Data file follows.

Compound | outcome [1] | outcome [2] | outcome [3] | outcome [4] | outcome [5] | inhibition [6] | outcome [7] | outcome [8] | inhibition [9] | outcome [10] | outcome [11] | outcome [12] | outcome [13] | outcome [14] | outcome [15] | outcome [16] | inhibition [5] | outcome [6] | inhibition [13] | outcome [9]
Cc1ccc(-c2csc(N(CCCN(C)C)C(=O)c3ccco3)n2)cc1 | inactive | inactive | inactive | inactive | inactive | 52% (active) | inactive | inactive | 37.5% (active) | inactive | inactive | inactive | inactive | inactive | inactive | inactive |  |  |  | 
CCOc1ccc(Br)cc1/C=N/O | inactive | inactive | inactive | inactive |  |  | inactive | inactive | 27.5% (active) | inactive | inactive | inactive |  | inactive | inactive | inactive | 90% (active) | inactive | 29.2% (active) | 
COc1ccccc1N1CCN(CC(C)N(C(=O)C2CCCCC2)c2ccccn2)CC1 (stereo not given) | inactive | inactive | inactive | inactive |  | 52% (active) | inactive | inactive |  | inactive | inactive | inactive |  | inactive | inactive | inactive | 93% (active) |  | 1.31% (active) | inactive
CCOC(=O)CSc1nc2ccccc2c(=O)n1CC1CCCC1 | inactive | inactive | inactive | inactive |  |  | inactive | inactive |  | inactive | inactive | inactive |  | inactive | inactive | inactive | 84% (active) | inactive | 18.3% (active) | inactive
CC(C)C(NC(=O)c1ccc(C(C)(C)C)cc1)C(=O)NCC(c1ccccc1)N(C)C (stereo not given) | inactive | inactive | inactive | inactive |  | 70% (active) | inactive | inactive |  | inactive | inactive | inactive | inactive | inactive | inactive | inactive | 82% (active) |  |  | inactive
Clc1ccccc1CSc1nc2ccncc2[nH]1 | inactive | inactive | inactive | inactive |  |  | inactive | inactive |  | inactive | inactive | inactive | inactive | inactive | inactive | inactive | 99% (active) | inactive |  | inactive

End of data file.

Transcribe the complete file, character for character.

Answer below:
Compound | outcome [1] | outcome [2] | outcome [3] | outcome [4] | outcome [5] | inhibition [6] | outcome [7] | outcome [8] | inhibition [9] | outcome [10] | outcome [11] | outcome [12] | outcome [13] | outcome [14] | outcome [15] | outcome [16] | inhibition [5] | outcome [6] | inhibition [13] | outcome [9]
Cc1ccc(-c2csc(N(CCCN(C)C)C(=O)c3ccco3)n2)cc1 | inactive | inactive | inactive | inactive | inactive | 52% (active) | inactive | inactive | 37.5% (active) | inactive | inactive | inactive | inactive | inactive | inactive | inactive |  |  |  | 
CCOc1ccc(Br)cc1/C=N/O | inactive | inactive | inactive | inactive |  |  | inactive | inactive | 27.5% (active) | inactive | inactive | inactive |  | inactive | inactive | inactive | 90% (active) | inactive | 29.2% (active) | 
COc1ccccc1N1CCN(CC(C)N(C(=O)C2CCCCC2)c2ccccn2)CC1 (stereo not given) | inactive | inactive | inactive | inactive |  | 52% (active) | inactive | inactive |  | inactive | inactive | inactive |  | inactive | inactive | inactive | 93% (active) |  | 1.31% (active) | inactive
CCOC(=O)CSc1nc2ccccc2c(=O)n1CC1CCCC1 | inactive | inactive | inactive | inactive |  |  | inactive | inactive |  | inactive | inactive | inactive |  | inactive | inactive | inactive | 84% (active) | inactive | 18.3% (active) | inactive
CC(C)C(NC(=O)c1ccc(C(C)(C)C)cc1)C(=O)NCC(c1ccccc1)N(C)C (stereo not given) | inactive | inactive | inactive | inactive |  | 70% (active) | inactive | inactive |  | inactive | inactive | inactive | inactive | inactive | inactive | inactive | 82% (active) |  |  | inactive
Clc1ccccc1CSc1nc2ccncc2[nH]1 | inactive | inactive | inactive | inactive |  |  | inactive | inactive |  | inactive | inactive | inactive | inactive | inactive | inactive | inactive | 99% (active) | inactive |  | inactive